Sixteen seconds were left on the clock as the basketball teams from Waterloo and Crestwood middle schools faced off.
The groups huddled together, figuring out what to do next. With Waterloo leading by 18 points, it was hardly a nail-biter. However, the crowd was about to cheer the loudest it had all season.
Waterloo’s team broke out onto the court with shouts of “Go Weber!” It meant it was time for No. 5, Jacob Weber, to shine. As the clock began to tick down, Jacob caught the ball from a teammate and looped around the opposing team’s defense before scoring with just seven seconds left. As the buzzer sounded, the team crowded around Jacob and the sidelines roared with applause.
“They came on and they’re all high-fiving me and, you know, how they just jump around,” Jacob said. “When we got in the locker room, they were all screaming ‘MVP.’ ”
Winning games is nothing new to the Waterloo Middle School basketball team in Atwater Township. Out of the seven games it has played during the season, it has won six. Tuesday night marked a different victory, however, because Jacob made his first in-game basket.
Jacob has high-functioning autism. He struggles with things like communicating, understanding personal space and socializing. However, Jacob still has hobbies and ambitions just like any other eighth-grade boy at Waterloo Middle School. He dreams of visiting every baseball field in the country, he won a gold medal in 4-H over the summer and loves watching his stepfather, Ken Lindsey, do tractor pulls more than anything.
Opportunity in sports
Sherry Weber, Jacob’s mother, came from a very sports-oriented family. She always knew she wanted to have her son involved in sports. Jacob’s autism, however, put him in an unusual situation. He wasn’t the strongest athlete, and he had to work harder than most.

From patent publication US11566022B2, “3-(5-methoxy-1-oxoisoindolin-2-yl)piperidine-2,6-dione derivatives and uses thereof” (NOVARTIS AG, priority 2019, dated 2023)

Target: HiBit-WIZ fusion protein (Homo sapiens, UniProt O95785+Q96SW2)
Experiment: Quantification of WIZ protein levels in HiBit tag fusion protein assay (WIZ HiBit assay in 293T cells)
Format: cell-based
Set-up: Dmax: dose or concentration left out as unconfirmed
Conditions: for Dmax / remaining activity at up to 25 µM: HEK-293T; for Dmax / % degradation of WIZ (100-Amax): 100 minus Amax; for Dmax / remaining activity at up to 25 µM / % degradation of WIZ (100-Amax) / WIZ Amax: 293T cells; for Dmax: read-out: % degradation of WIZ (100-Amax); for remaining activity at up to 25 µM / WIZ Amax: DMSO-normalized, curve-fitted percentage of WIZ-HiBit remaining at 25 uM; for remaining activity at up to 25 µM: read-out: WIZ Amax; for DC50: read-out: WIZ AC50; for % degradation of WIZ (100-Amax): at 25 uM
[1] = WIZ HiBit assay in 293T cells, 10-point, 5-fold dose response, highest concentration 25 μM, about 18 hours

“I just embraced it and started advocating for him, realizing that he didn’t have a voice and that nobody is going to change anything unless I do something about it,” Sherry Weber said. “So I just started putting him in these different athletic opportunities.”
Jacob first joined his school basketball team shortly after moving to Waterloo in October 2017. Sherry Weber said the middle school’s basketball coaches, Todd Wise and Mike Govan, were extremely open to having Jacob on their team.
“They have been graciously patient, willing to help, have taught the boys a level of acceptance,” Sherry Weber said. “I think the word needs to be spread that it’s OK for young athletes to accept others that may be different, may not have the superior skills that they do but embrace them as a team member.”
Coach Wise said Jacob has matured greatly since he joined the team in seventh grade. He is always at every practice, participates in everything and almost always is leading warmups. The team makes an effort to make Jacob feel supported off the floor, too, by making sure he doesn’t get picked on.
“We don’t like making Jacob feel any different,” Wise said. “I think the kids were really happy to see him score and they’re happy whenever we try to get a chance for him to do that.”
Sherry and Jacob said treating others with kindness is the best thing someone can do to make those with autism feel welcomed. Overcoming bullying has been a great struggle for Jacob. However, the support they have felt from the community has been overwhelming. Being on the basketball team has given Jacob confidence, acceptance and friendship — things others take for granted but are very special to someone with autism.
“Those moments are priceless to us,” Sherry Weber said. “If you would have told me that he would be on an eighth-grade basketball team scoring a basket and having the entire crowd, even the opposing team, screaming and cheering for him, I would have never believed you.”
The following day at school, everyone was congratulating Jacob on his accomplishment at the game. But like a true champion, Jacob’s mind already was focused on the next game.
“They may not think like you, or they process things differently or Jacob stutters and talks very quickly,” Sherry Weber said. “He’s quirky and doesn’t understand personal space, but if kids were aware of those things, they would become more accepting.”
Reporter Kaitlyn McGarvey can be reached at 330-298-1127 or email@example.com